According to provisional fatality statistics released by the United States Fire Administration (USFA), 115 on-duty firefighters died in 2007, prompting Fire Administrator Greg Cade to label it one of the most tragic years for firefighters in recent memory.
Fifty-four firefighters lost their lives to heart attacks or vehicle accidents in 2007, representing nearly half of all on-duty deaths that occurred throughout the year. More than two of every 10 fatalities occurred while firefighters were responding to or returning from incidents, and USFA cites speed and lack of seat belt use as significant contributing factors to these many of these deaths.
Almost 42 percent of fallen firefighters died while fighting structural fires. Nineteen of these responders died after becoming caught or trapped within a burning building, including the nine Charleston, S.C., firefighters who lost their lives June 18 in a sofa warehouse facility. Becoming disoriented and trapped is one of the leading causes of structural fire fatalities.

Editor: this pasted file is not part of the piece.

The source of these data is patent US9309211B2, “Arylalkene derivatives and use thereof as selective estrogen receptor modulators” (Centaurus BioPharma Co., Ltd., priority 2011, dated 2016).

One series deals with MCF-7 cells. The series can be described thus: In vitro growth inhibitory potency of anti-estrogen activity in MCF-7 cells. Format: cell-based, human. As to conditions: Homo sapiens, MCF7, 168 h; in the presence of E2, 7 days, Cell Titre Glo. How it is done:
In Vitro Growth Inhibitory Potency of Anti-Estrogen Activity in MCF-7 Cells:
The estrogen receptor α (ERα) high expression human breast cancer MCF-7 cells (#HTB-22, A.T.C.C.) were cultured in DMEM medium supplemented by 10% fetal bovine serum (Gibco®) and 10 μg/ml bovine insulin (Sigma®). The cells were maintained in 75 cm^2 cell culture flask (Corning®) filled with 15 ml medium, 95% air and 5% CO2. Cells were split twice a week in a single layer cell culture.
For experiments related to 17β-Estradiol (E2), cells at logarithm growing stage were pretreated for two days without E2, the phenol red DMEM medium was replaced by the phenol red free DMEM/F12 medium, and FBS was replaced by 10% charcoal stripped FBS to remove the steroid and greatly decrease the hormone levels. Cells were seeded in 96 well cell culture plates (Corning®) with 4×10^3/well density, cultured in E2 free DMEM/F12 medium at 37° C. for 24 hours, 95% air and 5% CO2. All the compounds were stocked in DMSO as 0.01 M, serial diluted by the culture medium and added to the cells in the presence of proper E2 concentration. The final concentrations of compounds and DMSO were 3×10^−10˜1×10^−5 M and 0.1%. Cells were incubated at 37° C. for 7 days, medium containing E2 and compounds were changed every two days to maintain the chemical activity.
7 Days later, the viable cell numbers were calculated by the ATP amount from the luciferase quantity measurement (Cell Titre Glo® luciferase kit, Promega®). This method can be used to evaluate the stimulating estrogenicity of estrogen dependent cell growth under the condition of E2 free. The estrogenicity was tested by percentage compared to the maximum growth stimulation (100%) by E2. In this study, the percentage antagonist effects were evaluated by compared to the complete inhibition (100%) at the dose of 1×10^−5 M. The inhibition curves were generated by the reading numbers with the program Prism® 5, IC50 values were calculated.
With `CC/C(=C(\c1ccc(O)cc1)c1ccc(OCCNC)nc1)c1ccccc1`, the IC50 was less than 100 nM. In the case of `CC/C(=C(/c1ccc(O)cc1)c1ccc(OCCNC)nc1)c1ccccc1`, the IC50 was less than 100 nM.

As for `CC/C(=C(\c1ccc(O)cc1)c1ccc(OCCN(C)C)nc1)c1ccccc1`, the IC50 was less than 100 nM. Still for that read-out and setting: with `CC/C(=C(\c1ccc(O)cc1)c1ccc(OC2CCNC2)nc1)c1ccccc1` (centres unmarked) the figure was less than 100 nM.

Additionally, ten firefighters died while working with wildland fires. Sixty-four percent of all 2007 firefighter fatalities occurred while responders were performing emergency duties.
“We are committed to continuing our dedicated efforts with the International Association of Fire Chiefs, National Volunteer Fire Council, International Association of Firefighters, and the National Fallen Firefighters Foundation to make sure 2008 is not a repeat of 2007 and a year in which everyone goes home at the end of their emergency response assignments, Cade said.
In 2006, 106 firefighters died while on duty. The 2007 statistics are provisional and are subject to change before USFA releases its annual firefighter fatality report in June.